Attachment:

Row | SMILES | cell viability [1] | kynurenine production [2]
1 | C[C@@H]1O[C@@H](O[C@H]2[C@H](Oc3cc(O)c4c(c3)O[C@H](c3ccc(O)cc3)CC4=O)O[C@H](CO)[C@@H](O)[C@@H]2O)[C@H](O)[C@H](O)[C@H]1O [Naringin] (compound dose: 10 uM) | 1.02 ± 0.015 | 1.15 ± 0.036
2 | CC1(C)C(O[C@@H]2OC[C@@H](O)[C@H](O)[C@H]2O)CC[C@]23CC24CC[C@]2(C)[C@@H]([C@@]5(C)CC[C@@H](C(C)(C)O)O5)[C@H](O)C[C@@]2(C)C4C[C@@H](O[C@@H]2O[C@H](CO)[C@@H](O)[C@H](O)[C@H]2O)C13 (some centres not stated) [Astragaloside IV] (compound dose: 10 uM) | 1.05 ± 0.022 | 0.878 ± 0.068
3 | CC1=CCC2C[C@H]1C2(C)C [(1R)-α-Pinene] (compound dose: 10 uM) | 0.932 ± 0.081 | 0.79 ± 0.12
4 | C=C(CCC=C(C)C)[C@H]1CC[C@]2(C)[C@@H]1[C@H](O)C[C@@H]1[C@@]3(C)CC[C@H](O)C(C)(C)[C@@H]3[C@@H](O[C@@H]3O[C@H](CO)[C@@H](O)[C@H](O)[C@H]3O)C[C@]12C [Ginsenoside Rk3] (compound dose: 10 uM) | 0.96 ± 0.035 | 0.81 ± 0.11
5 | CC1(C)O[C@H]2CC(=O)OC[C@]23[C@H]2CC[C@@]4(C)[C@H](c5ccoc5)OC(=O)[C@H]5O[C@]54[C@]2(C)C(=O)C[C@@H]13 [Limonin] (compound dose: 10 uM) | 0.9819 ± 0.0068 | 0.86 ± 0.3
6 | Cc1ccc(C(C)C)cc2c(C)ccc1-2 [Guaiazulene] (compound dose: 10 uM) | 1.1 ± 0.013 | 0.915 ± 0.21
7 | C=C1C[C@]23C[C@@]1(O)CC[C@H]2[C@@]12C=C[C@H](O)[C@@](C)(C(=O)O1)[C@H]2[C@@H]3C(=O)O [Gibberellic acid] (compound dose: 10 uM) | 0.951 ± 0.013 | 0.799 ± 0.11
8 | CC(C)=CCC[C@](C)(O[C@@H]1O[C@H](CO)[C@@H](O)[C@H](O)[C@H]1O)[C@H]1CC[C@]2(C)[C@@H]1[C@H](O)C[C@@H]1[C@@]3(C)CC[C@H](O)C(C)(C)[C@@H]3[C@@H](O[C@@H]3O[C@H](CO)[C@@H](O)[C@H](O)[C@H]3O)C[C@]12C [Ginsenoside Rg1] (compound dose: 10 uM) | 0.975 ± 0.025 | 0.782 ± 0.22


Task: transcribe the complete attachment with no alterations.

Row | SMILES | cell viability [1] | kynurenine production [2]
1 | C[C@@H]1O[C@@H](O[C@H]2[C@H](Oc3cc(O)c4c(c3)O[C@H](c3ccc(O)cc3)CC4=O)O[C@H](CO)[C@@H](O)[C@@H]2O)[C@H](O)[C@H](O)[C@H]1O [Naringin] (compound dose: 10 uM) | 1.02 ± 0.015 | 1.15 ± 0.036
2 | CC1(C)C(O[C@@H]2OC[C@@H](O)[C@H](O)[C@H]2O)CC[C@]23CC24CC[C@]2(C)[C@@H]([C@@]5(C)CC[C@@H](C(C)(C)O)O5)[C@H](O)C[C@@]2(C)C4C[C@@H](O[C@@H]2O[C@H](CO)[C@@H](O)[C@H](O)[C@H]2O)C13 (some centres not stated) [Astragaloside IV] (compound dose: 10 uM) | 1.05 ± 0.022 | 0.878 ± 0.068
3 | CC1=CCC2C[C@H]1C2(C)C [(1R)-α-Pinene] (compound dose: 10 uM) | 0.932 ± 0.081 | 0.79 ± 0.12
4 | C=C(CCC=C(C)C)[C@H]1CC[C@]2(C)[C@@H]1[C@H](O)C[C@@H]1[C@@]3(C)CC[C@H](O)C(C)(C)[C@@H]3[C@@H](O[C@@H]3O[C@H](CO)[C@@H](O)[C@H](O)[C@H]3O)C[C@]12C [Ginsenoside Rk3] (compound dose: 10 uM) | 0.96 ± 0.035 | 0.81 ± 0.11
5 | CC1(C)O[C@H]2CC(=O)OC[C@]23[C@H]2CC[C@@]4(C)[C@H](c5ccoc5)OC(=O)[C@H]5O[C@]54[C@]2(C)C(=O)C[C@@H]13 [Limonin] (compound dose: 10 uM) | 0.9819 ± 0.0068 | 0.86 ± 0.3
6 | Cc1ccc(C(C)C)cc2c(C)ccc1-2 [Guaiazulene] (compound dose: 10 uM) | 1.1 ± 0.013 | 0.915 ± 0.21
7 | C=C1C[C@]23C[C@@]1(O)CC[C@H]2[C@@]12C=C[C@H](O)[C@@](C)(C(=O)O1)[C@H]2[C@@H]3C(=O)O [Gibberellic acid] (compound dose: 10 uM) | 0.951 ± 0.013 | 0.799 ± 0.11
8 | CC(C)=CCC[C@](C)(O[C@@H]1O[C@H](CO)[C@@H](O)[C@H](O)[C@H]1O)[C@H]1CC[C@]2(C)[C@@H]1[C@H](O)C[C@@H]1[C@@]3(C)CC[C@H](O)C(C)(C)[C@@H]3[C@@H](O[C@@H]3O[C@H](CO)[C@@H](O)[C@H](O)[C@H]3O)C[C@]12C [Ginsenoside Rg1] (compound dose: 10 uM) | 0.975 ± 0.025 | 0.782 ± 0.22